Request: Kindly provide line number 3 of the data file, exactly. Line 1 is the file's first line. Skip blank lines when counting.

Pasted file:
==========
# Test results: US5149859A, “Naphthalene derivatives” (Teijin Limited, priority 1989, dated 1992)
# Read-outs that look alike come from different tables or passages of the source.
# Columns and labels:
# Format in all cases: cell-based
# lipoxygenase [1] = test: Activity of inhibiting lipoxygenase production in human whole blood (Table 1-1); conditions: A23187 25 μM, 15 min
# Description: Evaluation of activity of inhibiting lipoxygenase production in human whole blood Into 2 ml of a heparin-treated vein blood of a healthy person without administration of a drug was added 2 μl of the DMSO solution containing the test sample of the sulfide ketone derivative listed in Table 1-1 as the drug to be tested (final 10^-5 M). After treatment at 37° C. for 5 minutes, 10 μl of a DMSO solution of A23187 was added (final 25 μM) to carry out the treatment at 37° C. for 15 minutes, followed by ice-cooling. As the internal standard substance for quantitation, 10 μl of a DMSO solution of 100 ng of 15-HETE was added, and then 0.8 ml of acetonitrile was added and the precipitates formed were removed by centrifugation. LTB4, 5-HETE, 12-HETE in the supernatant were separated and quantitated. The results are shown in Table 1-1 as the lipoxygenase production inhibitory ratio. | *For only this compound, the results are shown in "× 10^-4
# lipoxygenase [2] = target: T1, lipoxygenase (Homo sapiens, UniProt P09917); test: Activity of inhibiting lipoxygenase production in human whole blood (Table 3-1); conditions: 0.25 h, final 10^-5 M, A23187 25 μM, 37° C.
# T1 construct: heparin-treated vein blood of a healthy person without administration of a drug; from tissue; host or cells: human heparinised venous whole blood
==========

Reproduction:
# Columns and labels: